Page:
Canada’s oil sands production will continue to grow over the next ten years despite a shortage of pipeline capacity and several years of underinvestment. That’s what a study from IHS Markit has found. Despite falling investment, production will continue to grow as every incremental dollar put into new production leads to growth, regardless of international prices, the research company noted.
The country’s oil industry has been plagued by underinvestment resulting from the 2014 price collapse and by very strong opposition to any new pipeline capacity project. Three such projects were suspended by the federal government but one, Trans Mountain’s expansion, received the green light because even a government as liberal as Justin Trudeau’s realized that pipeline capacity shortages are in no one’s favor.
Now this opposition has led to a trade war of sorts between British Columbia, which strongly opposes the pipeline expansion, and Alberta, which needs the expansion to stop paying higher rates for shipping oil by rail.
The fact that even in such conditions the local oil production will continue to grow is a clear indication of the resilience of the industry despite the challenges.
Deals, Mergers & Acquisitions
• Exxon has bought a 2.5% interest in the Baku-Tbilisi-Ceyhan oil pipeline that ships crude from the offshore Azeri-Chirag-Guneshli field complex in the Caspian to Turkey via Georgia. The seller is a subsidiary of Japanese Itochu. The BTC pipeline has a daily capacity of 1 million barrels.
• Aker BP has bought a 50% stake in a Ghanaian deepwater field from Hess Corporation for $100 million. The Norwegian company has ambitious plans for oil and gas development in the African country: the field, Tano Cape Three Points, contains an estimated 550 million barrels of oil equivalent plus another 400 million barrels in potential reserves.
• Spain’s Repsol has agreed to sell its interests in local Gas Natural to a company controlled by private equity firm CVC Capital Partners. The deal valued the business at 19 euro per share, for a total of 3.82 billion euro, or around $4.7 billion.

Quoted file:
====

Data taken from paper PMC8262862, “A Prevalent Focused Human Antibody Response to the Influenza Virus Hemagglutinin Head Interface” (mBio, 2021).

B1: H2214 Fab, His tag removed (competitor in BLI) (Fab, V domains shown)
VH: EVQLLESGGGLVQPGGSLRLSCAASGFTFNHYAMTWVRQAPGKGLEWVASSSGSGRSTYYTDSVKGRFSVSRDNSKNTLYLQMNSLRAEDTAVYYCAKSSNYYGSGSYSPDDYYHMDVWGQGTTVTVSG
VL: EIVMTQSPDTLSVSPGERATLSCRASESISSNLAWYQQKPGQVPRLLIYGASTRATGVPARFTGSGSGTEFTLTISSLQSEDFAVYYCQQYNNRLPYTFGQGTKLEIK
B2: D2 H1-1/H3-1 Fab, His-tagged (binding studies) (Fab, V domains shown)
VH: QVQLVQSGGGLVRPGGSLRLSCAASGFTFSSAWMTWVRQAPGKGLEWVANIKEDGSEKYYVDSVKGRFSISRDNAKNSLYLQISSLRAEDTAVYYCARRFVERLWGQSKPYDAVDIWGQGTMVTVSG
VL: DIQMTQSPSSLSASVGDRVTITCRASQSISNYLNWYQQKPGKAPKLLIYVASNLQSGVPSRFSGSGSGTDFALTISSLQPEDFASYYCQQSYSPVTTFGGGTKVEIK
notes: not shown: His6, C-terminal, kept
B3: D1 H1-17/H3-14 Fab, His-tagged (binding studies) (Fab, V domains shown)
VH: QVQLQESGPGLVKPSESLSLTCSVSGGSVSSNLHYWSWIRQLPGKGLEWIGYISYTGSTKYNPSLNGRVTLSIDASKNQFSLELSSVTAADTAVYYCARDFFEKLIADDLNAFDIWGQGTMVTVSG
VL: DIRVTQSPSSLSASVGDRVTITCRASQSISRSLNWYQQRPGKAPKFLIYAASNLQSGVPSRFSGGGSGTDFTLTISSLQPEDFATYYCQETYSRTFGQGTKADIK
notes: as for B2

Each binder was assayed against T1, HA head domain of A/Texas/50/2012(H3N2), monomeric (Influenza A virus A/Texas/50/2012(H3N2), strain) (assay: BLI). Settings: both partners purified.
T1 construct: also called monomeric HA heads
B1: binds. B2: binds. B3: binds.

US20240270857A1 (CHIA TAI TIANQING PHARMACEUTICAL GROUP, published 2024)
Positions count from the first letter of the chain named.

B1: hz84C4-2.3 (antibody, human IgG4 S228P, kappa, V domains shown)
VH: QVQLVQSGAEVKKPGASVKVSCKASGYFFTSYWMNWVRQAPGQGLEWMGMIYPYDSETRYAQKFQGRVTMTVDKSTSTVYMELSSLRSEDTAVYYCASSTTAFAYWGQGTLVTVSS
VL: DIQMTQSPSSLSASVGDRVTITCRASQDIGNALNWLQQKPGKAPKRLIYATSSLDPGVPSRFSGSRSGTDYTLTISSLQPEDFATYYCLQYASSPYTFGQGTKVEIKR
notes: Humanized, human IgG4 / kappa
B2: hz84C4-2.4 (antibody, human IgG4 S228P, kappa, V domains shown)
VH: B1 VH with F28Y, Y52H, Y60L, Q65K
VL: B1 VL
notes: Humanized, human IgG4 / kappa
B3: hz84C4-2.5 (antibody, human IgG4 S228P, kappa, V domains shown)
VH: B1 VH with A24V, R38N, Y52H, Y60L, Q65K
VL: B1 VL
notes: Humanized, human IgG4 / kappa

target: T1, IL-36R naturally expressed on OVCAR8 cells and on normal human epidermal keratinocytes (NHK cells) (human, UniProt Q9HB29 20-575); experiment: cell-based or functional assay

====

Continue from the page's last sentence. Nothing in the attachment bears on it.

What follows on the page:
• Shell is considering the acquisition of a controlling interest in Indian Fourth Partner Energy, a rooftop solar installations maker. This would further its foray into solar power after last month the Anglo-Dutch supermajor bought a 44% interest in U.S. Silicon Ranch Corporation.
Tenders, Auctions & Contracts
• Indonesia is launching a road show in Europe and the United States seeking bidders for 24 oil and gas blocks as part of efforts to reverse a decline in local hydrocarbons production. The lineup also includes one coalbed methane deposit and one shale oil and gas block. The Indonesian Energy and Mineral Resources Ministry hopes it would be able to find suitors for at least a dozen blocks. Another offering is scheduled in six months’ time.
• Petronas has signed its first LNG supply term agreement with an Indian company. The gas will go to H-Energy Mideast DMCC, a unit of the LNG business of Indian real estate conglomerate Hiranandani Group. The announcement comes on the heels of a plan by the Indian government to boost the share of natural gas to 15% of the country’s energy mix by 2022, which will require a substantial jump in imports, including LNG imports.
• Noble Energy and Delek Group, the partners operating two offshore gas fields in Israel, have struck a deal with a private Egyptian firm to supply it with 64 billion cu m of gas from Tamar and Leviathan over a period of 10 years. Dolphinus Holdings will pay $15 billion for the supplies.